173. (3) But farther, the existence of curves uniquely determined by two points can be deduced from the nature of any form of externality. For we saw, in discussing Free Mobility, that this axiom, together with homogeneity and the relativity of position, can be so deduced, and we saw in the beginning of our discussion on distance, that the existence of a unique relation between two points could be deduced from the homogeneity of space. Since position is relative, we may say, any two points must have some relation to each other: since our form of externality is homogeneous, this relation can be kept unchanged while the two points move in the form, i.e., change their relations to other points; hence their relation to each other is an intrinsic relation, independent of their relations to other points. But since our form is merely a complex of relations, a relation of externality must appear in the form, with the same evidence as anything else in the form; thus if the form be intuitive or sensational, the relation must be immediately presented, and not a mere inference. Hence the intrinsic relation between two points must be a unique figure in our form, i.e. in spatial terms, the straight line joining the two points.

174. (4) Finally, we have to prove that the existence of such a curve necessarily leads, when quantity is applied to the relation between two points, to a unique magnitude, which those two points completely determine. With this, we shall be brought back to distance, from which we started, and shall complete the circle of our argument.

We saw, in section A § 119, that the figure formed by two points is projectively indistinguishable from that formed by any two other points in the same straight line; the figure, in both cases, is, from the projective standpoint, simply the straight line on which the two points lie. The difference of relation, in the two cases, is not qualitative, since projective Geometry cannot deal with it; nevertheless, there is some difference of relation. For instance, if one point be kept fixed, while the other moves, there is obviously some change of relation. This change, since all parts of the straight line are qualitatively alike, must be a change of quantity. If two points, therefore, determine a unique figure, there must exist, for the distinction between the various other points of this figure, a unique quantitative relation between the two determining points, and therefore, since these points are arbitrary, between only two points. This relation is distance, with which our argument began, and to which it at least returns.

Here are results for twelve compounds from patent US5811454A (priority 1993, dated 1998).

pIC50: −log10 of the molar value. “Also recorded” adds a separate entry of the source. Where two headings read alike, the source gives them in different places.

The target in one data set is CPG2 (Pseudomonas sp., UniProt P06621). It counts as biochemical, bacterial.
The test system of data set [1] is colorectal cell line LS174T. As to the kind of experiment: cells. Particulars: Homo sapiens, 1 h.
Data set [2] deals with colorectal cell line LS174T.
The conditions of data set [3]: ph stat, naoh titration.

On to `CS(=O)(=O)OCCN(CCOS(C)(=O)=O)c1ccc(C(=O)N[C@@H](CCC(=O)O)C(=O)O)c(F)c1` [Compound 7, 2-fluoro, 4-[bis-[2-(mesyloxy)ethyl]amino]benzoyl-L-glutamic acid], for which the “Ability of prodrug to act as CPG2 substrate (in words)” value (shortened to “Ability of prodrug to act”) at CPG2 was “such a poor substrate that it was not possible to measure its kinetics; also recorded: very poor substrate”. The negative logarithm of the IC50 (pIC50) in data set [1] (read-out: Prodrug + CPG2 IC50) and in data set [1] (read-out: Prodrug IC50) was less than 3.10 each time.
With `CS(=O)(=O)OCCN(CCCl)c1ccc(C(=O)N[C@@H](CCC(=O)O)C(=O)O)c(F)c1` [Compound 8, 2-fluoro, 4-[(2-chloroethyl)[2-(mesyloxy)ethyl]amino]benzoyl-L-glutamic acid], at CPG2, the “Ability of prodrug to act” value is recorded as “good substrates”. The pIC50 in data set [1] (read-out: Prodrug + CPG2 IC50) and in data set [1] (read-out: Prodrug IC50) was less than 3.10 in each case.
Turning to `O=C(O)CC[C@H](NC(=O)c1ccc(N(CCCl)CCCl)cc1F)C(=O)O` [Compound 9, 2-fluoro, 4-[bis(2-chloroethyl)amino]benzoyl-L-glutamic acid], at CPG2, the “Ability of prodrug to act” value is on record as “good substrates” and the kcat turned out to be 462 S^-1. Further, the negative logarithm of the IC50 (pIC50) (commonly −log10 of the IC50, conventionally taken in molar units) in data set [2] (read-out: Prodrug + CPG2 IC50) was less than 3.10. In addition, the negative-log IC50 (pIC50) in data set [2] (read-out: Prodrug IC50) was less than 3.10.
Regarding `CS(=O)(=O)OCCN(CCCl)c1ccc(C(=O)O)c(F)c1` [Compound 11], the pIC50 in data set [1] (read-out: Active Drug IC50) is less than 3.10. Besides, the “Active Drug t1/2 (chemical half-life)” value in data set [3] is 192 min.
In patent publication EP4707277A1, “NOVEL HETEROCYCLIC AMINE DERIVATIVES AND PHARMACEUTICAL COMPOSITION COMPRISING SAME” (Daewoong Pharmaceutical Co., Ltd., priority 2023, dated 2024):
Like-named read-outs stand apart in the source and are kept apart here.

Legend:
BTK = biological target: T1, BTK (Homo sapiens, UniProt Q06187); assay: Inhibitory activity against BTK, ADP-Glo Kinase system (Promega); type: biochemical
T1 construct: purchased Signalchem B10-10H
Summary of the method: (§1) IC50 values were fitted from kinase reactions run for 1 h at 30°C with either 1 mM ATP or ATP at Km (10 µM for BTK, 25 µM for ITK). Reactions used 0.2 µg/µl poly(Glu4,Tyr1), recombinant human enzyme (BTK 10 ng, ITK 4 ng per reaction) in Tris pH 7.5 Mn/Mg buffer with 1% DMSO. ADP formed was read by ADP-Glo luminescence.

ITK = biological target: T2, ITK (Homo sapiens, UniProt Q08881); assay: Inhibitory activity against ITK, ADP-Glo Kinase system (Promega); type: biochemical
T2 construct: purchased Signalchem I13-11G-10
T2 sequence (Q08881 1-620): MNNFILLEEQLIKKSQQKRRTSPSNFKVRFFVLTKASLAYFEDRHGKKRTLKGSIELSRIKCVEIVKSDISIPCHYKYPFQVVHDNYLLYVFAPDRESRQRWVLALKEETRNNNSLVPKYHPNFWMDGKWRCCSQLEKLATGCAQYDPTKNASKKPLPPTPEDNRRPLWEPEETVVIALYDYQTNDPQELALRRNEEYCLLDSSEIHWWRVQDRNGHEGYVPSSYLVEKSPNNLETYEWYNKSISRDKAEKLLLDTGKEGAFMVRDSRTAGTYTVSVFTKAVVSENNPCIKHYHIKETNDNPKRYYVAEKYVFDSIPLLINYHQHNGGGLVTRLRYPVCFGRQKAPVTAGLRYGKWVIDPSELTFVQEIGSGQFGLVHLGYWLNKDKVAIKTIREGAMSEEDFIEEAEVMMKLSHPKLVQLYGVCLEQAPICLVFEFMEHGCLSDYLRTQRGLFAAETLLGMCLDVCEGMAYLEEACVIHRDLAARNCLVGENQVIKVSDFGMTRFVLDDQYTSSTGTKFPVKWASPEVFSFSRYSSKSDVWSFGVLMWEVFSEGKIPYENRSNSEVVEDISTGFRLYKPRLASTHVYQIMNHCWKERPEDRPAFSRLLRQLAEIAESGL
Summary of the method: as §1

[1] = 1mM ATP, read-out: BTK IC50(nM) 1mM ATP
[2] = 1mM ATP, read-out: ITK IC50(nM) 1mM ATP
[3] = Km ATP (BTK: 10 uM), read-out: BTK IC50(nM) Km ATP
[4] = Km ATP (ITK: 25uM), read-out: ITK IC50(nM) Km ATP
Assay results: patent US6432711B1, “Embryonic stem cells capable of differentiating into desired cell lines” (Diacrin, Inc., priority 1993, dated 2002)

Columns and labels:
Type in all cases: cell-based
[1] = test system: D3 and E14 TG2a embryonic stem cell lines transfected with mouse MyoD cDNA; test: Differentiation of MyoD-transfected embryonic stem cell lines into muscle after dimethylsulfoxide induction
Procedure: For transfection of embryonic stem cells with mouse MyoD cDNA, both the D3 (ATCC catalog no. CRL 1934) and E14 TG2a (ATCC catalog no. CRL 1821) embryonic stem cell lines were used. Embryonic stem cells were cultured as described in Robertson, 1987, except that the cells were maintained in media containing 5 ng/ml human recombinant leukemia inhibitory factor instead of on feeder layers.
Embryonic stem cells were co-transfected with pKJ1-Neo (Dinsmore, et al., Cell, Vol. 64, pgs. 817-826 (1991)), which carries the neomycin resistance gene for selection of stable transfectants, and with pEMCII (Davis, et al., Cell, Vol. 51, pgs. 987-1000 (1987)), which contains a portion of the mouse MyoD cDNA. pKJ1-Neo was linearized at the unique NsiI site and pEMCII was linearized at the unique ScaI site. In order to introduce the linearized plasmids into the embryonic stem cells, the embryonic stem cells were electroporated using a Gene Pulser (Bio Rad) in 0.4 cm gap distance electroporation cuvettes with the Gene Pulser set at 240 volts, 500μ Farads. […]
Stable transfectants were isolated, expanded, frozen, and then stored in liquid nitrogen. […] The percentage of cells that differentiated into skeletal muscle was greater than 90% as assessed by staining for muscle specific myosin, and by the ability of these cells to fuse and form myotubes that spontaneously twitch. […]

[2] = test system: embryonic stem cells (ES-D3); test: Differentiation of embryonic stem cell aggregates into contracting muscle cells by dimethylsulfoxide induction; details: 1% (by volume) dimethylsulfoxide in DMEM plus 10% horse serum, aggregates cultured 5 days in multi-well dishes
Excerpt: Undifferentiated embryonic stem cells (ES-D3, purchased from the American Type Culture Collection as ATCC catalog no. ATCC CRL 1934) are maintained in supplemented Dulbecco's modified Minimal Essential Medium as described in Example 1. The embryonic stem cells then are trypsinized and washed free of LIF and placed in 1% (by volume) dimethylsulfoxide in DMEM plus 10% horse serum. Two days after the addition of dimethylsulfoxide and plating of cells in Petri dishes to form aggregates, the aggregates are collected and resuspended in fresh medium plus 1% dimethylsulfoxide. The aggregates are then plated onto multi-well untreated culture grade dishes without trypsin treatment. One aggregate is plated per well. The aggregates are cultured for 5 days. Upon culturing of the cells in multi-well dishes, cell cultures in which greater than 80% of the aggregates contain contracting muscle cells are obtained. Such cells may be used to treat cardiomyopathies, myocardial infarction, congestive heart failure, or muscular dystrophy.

175. To sum up: If points are defined simply by relations to other points, i.e., if all position is relative, every point must have to every other point one, and only one, relation independent of the rest of space. This relation is the distance between the two points. Now a relation between two points can only be defined by a line joining them—nay further, it may be contended that a relation can only be a line joining them. Hence a unique relation involves a unique line, i.e., a line determined by any two of its points. Only in a space which admits of such a line is linear magnitude a logically possible conception. But when once we have established the possibility, in general, of drawing such lines, and therefore of measuring linear magnitudes, we may find that a certain magnitude has a peculiar relation to the constitution of space. The straight line may turn out to be of finite length, and in this case its length will give a certain peculiar magnitude, the space-constant.

Two antipodal points, that is, points which bisect the entire straight line, will then have a relation of magnitude which, though unaltered by motion, is rendered peculiar by a certain constant relation to the rest of space. This peculiarity presupposes a measure of linear magnitude in general, and cannot, therefore, upset the apriority of the axiom of the straight line. But it destroys, for points having the peculiar antipodal relation to each other, the argument which proved that the relation between two points could not, since it was unchanged by motion, have reference to the rest of space. Thus it is intelligible that, for such special points, the axiom breaks down, and an infinite number of straight lines are possible between them; but unless we had started with assuming the general validity of the axiom, we could never have reached a position in which antipodal points could have been known to be peculiar, or, indeed, a position which would have enabled us to give any quantitative definition whatever of particular points.

Distance and the straight line, as relations uniquely determined by two points, are thus à priori necessary to metrical Geometry. But further, they are properties which must belong to any form of externality. Since their necessity for Geometry was deduced from homogeneity and the relativity of position, and since these are necessary properties of any form of externality, the same argument proves both conclusions. We thus obtain, as in the case of Free Mobility, a double apriority: The axiom of Distance, and its implication, the axiom of the Straight Line, are, on the one hand, presupposed in the possibility of spatial magnitude, and cannot, therefore, be contradicted by any experience resulting from the measurement of space; while they are consequences, on the other hand, of the necessary properties of any form of externality which is to render possible experience of an external world.